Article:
JUST AS BASEBALL’S Sandy Koufax was known for his devastating curveball, many a vendor has been known to create a tricky situation as a result of a challenging question. Josh Phegan explains how to smash your vendors’ ‘curveballs’ out of the park.
FOR THE unprepared agent, a listing presentation can quickly become a minefield of ‘should haves’ and ‘would haves’ when vendors take a cut-throat approach to selecting their selling agent.
To succeed at the listing presentation, agents need to be armed with a heavy bat in order to knock those curveballs out of the field.
Over the years the agents I coach have consistently come to me for solutions to the top questions vendors pitch at them. Here’s a list of those tricky curveballs and how to smash them.
For the large majority of vendors, price is their top concern when looking to sell their property and deciding who they sell it through. No one wants to undersell; everyone wants the best price possible.
Inevitably, vendors will quiz their would-be agent on what they think they can sell the property for. The trouble is vendors, agents and buyers often have very different price expectations.
The key to smashing this particular curveball is to explain to your potential vendors how each party determines the ‘right’ price.
Sellers manifestly work to a ‘cost, spend, need’ equation, where they analyse what they paid for the property, add on what they have spent in terms of renovations and then consider what price they need in order to achieve their next property goal.
Buyers, on the other hand, inescapably want to secure a property for the lowest possible price. They form their view of what a property is worth based on their attendance at other open homes, recent sales in the area and the perceived competition for the house they’re interested in.
Yes, it’s the agent’s job to mediate the selling price; but before they can do that they need vendors to select them as their agent.
Agents decide price based on their market knowledge, and in order to convince the seller they are the right agent they need to be able to back up their market knowledge with social proof.
They should come armed with price evidence, such as three properties similar to the vendor’s that are currently on the market and three recent sales.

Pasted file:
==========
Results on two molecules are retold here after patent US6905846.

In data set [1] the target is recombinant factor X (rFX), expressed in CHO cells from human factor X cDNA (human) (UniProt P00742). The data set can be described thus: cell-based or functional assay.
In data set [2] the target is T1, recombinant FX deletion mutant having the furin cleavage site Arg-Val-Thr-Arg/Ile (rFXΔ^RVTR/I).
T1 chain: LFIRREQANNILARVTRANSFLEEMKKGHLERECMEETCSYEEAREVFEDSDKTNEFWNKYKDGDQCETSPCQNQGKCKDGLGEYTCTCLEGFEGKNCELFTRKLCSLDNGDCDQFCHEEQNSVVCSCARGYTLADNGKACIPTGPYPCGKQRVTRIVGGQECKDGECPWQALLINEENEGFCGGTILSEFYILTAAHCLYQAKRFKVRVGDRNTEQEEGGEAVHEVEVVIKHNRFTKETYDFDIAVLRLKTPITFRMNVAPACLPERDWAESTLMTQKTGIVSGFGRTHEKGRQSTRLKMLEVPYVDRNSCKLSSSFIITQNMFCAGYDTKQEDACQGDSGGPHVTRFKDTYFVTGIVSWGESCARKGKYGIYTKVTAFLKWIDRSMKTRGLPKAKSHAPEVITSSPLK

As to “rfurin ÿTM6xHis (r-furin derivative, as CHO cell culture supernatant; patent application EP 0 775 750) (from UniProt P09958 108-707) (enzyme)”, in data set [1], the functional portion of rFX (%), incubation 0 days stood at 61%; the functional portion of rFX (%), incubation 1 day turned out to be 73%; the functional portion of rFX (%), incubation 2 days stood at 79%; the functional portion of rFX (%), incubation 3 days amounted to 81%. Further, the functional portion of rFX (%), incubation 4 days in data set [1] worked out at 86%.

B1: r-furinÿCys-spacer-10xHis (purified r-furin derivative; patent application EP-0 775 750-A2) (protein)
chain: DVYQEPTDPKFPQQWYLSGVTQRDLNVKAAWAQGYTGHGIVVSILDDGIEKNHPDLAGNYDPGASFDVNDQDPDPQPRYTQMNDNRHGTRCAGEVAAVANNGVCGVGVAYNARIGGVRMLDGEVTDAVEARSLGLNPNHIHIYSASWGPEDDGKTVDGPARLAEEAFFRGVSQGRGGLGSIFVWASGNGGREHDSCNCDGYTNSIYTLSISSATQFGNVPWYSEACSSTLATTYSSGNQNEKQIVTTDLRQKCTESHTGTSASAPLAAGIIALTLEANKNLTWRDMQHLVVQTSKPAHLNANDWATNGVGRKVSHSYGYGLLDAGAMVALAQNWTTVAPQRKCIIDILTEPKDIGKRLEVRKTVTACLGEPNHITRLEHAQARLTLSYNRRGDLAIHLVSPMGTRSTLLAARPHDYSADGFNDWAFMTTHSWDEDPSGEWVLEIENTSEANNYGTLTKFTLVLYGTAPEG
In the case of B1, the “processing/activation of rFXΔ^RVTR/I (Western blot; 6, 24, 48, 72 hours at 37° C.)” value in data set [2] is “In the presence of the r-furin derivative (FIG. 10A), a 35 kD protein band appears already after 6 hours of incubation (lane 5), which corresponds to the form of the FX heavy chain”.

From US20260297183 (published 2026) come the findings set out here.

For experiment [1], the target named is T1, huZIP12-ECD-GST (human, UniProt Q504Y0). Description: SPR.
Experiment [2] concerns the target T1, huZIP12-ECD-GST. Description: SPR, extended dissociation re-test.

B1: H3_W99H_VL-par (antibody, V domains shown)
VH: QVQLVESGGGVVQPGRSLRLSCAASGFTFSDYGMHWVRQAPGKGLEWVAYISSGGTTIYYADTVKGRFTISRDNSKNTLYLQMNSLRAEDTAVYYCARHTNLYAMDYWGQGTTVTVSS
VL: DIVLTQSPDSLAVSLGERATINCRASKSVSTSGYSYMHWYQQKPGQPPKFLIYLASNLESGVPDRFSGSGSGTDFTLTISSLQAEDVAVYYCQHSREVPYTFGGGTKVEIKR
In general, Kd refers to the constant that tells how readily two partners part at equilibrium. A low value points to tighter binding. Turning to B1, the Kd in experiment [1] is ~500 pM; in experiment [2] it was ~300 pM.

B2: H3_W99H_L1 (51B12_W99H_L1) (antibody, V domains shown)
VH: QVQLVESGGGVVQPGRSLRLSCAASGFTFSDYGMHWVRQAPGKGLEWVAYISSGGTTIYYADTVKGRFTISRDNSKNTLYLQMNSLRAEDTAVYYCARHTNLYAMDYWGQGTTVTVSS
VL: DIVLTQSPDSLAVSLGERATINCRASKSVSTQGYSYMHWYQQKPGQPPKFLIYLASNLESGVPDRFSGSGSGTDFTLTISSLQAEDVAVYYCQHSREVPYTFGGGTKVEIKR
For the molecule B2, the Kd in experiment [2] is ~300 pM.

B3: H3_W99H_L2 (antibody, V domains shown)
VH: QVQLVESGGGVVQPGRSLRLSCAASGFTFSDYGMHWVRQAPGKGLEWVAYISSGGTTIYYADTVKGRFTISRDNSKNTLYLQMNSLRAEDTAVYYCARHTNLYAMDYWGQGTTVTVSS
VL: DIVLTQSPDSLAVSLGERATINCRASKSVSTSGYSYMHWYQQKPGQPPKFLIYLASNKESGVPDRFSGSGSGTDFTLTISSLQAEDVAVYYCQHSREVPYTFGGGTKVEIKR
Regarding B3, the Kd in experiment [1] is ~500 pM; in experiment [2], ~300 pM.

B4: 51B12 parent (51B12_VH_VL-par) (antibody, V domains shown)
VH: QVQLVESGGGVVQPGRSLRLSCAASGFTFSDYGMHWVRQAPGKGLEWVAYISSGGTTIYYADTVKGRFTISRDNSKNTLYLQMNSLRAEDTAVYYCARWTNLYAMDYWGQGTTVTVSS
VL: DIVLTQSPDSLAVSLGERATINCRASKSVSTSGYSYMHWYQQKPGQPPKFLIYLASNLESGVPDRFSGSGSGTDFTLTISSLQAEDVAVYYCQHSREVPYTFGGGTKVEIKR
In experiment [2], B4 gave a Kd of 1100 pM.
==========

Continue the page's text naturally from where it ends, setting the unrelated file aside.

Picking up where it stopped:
Everyone is economically driven and no vendor wants to pay more for marketing than they have to. It’s the agent’s job to show what kind of marketing would be ideal for their vendor’s property and why.
But rather than taking the hard sell approach, my agents have found it best to lead the horse to the dam to drink. The best way to do this is to sell large, medium and small marketing packages, explaining what each one contains and why it works. It’s also important to link specific marketing pieces with specific buyers to show that marketing really does work.
In the absence of differentiation, everyone shops on price. If you don’t stand out and stick in a vendor’s mind for the qualities you bring to the sale, they will line you up against other agents and pick the winner based on price.
Some people see good value in a Kia, while others prefer a Ferrari. You’ve got to show why the Ferrari is going to cross the finish line first every time.
Show vendors that you’re a safer option than your competitors, that you have a strong performance record, that you can sell either off-market or with your prestigious brand, that you can ease the pressure on them with a tailored campaign and that serving their needs is your top priority.
The truth is all agents look the same unless they know how to pitch to their vendors’ needs and desires. The pitch should be all about the vendor, not just about you.
Winning agents know how to differentiate themselves from their competitors in a way the customer cares about. The key is to go tactical and show them competition for a recently sold property through the bidding record, or prove buyer interest through open home attendee lists.
Vendors consistently worry about the different sale methods’ current success rates. Rather than pushing a particular sale method onto a vendor, listen to what they feel comfortable with.
Take a softer, more negotiation-style approach and try to lead the vendor to the best sale method, rather than drag them kicking and screaming. Ask them whether they have a preference for auction or private treaty.
The key is to get the listing exclusively and at the right fee, and not lose a listing based on how you approach the method of sale.